How Senator John Cornyn increased donor conversion by 258%
Published by Jeff Giddens
John Cornyn has served as a U.S. Senator from Texas for more than 14 years and is the current Senate Minority Whip for the 113th Congress. Our team connected with Josh Eboch, political director for Team Cornyn, when we partnered with him to present a webinar on activating donors through social media. Josh expressed interest in the science behind web optimization, and proposed a test to see if we could increase donor conversion on JohnCornyn.com.
As election season begins, a torrent of traffic comes to JohnCornyn.com. This traffic includes likely voters looking to confirm their affiliation, donors looking to support the Senator, and people seeking information about all of the candidates. The team wanted to make sure that friction and anxiety were minimized and credibility and clarity were increased so that the most motivated potential donors would make a gift to support the Cornyn campaign.
Initially, the donation page was plain, with little in the way to increase donor motivation or increase donor confidence — just a picture of the Senator and a four-step donation form. Due to campaign finance regulations, this page is required to have a large disclosure statement on the page. This was immediately visible, and the team hypothesized that it might be a factor that increased donor anxiety. One of these statements in particular was somewhat jarring to the donor experience: “Your contribution cannot be accepted unless each statement applies to you. If you are not able to affirmatively answer each question, you are not eligible to make an online contribution to Texans for Senator John Cornyn Inc.” This raises all sorts of questions in the mind of the donor: “Am I eligible?” “Am I going to get in trouble?” “Is this illegal?”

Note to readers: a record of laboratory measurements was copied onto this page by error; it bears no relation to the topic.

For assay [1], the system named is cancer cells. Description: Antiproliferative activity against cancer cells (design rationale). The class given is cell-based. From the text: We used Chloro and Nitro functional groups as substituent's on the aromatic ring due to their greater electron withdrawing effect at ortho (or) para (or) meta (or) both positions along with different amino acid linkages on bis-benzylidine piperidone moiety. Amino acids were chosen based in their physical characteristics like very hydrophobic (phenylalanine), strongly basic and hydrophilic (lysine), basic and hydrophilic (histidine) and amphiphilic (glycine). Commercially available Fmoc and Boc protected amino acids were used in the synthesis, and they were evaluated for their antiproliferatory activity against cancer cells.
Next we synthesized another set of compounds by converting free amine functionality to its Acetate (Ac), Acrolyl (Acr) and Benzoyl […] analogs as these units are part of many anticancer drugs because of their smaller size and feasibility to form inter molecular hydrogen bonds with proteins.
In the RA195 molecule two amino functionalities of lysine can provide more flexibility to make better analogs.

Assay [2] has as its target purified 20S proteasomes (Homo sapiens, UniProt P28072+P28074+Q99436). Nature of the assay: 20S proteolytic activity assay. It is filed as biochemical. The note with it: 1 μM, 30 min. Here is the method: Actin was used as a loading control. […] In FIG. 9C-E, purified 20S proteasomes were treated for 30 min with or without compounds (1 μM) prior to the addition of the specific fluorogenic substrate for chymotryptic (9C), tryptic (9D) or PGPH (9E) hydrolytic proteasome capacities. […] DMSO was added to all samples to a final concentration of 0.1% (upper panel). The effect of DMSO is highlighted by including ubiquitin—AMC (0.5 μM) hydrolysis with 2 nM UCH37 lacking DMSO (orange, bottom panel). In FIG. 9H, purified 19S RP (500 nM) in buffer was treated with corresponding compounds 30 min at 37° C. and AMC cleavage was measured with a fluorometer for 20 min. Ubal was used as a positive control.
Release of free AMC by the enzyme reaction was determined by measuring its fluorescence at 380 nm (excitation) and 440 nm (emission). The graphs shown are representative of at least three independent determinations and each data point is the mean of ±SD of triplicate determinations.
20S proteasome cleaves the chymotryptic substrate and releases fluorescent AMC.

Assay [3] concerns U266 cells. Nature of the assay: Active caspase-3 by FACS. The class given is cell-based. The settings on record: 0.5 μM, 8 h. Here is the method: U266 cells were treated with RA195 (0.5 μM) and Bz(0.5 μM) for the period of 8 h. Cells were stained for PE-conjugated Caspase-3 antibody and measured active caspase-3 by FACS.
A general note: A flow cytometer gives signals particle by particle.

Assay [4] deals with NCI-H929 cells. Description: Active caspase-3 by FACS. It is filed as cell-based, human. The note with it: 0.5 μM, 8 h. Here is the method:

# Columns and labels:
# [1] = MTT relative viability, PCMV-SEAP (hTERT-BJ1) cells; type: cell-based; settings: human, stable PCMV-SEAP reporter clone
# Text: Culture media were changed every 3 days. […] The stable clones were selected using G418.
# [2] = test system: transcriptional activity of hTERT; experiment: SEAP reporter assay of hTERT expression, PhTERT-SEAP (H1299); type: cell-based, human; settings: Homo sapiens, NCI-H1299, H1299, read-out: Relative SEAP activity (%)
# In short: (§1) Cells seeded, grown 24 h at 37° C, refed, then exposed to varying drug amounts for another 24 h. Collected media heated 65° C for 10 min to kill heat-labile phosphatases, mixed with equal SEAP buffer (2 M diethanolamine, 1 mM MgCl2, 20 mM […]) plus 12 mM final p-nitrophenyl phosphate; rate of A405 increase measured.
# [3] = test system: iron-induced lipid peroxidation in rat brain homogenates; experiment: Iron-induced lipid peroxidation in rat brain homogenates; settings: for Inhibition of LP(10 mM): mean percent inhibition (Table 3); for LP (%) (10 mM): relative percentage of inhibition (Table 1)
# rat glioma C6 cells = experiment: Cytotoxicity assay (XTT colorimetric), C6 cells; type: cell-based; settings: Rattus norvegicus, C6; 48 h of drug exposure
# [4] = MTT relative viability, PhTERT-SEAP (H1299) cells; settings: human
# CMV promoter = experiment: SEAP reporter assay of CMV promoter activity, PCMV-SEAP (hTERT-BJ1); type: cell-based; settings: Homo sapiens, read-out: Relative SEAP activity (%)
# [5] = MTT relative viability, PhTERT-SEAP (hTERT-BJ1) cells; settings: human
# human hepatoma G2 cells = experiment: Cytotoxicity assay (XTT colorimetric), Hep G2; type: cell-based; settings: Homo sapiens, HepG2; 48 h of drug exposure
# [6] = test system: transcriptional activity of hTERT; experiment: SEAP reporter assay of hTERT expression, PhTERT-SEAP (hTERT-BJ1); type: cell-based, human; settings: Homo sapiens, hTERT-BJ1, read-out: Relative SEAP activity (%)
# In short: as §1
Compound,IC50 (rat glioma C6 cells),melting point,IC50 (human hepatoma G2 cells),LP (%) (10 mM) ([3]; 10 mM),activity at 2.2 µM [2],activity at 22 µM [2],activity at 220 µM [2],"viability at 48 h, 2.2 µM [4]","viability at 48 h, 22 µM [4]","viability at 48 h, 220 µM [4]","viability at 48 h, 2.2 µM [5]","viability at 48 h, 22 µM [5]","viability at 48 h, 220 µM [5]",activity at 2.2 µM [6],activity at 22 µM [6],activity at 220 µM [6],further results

The team formed a hypothesis that adding the correct amount of value proposition language from Senator Cornyn’s resume alongside the page would increase donor conversion by increasing motivation and pushing the copy that presumably caused donor anxiety further down the page and away from the donation form. We knew we had a lot of value proposition language to work with. Factors were added that would appeal to potential donors: experience and affiliation. The team also added a few points from his Senate voting record, and his history of standing up for veterans. Copy around his campaign messages was included to reinforce some of the likely messages the prospect had seen in their inbound path (“Beat the Democrats”, “Keep Texas Red”), and then placed a direct ask at the end of the messaging.
After the Cornyn team spent some time making the page fit the design of the rest of the site, a new treatment was launched.
The Results and Key Takeaways
The new treatment delivered a 258.1% increase in donor conversion, with a statistically valid sample size. Josh Eboch noted that “we could now expect to convert more than three times as many visitors into donors, which in turn means a more invested and engaged supporter base for our campaign. Everyone on the team was thrilled with the results and excited to keep improving.”
Team Cornyn learned a few things about their donor base through this test:
1. Experience matters. Even though the donor might be motivated to get to the donation page, they need to be reminded throughout the process that Senator Cornyn aligns with their core beliefs and is worthy of their donation. Donors to Senator Cornyn are thoughtful — they can’t be expected to just react to a donation opportunity, they must be persuaded along the way.
2. Design matters. Simply adding the copy to the page hurt results. Keeping continuity in the user experience throughout the entire donation process is crucial to a positive lift.
3. The learnings are transferable across other media. Eboch commented: “[these] results can be applied to anything from email acquisition to persuasive messaging experiments. We will continue to apply these techniques wherever possible moving forward to ensure we maximize effectiveness throughout the campaign.”
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About the author:
Jeff was the 1994 Georgia State Spelling Bee champion.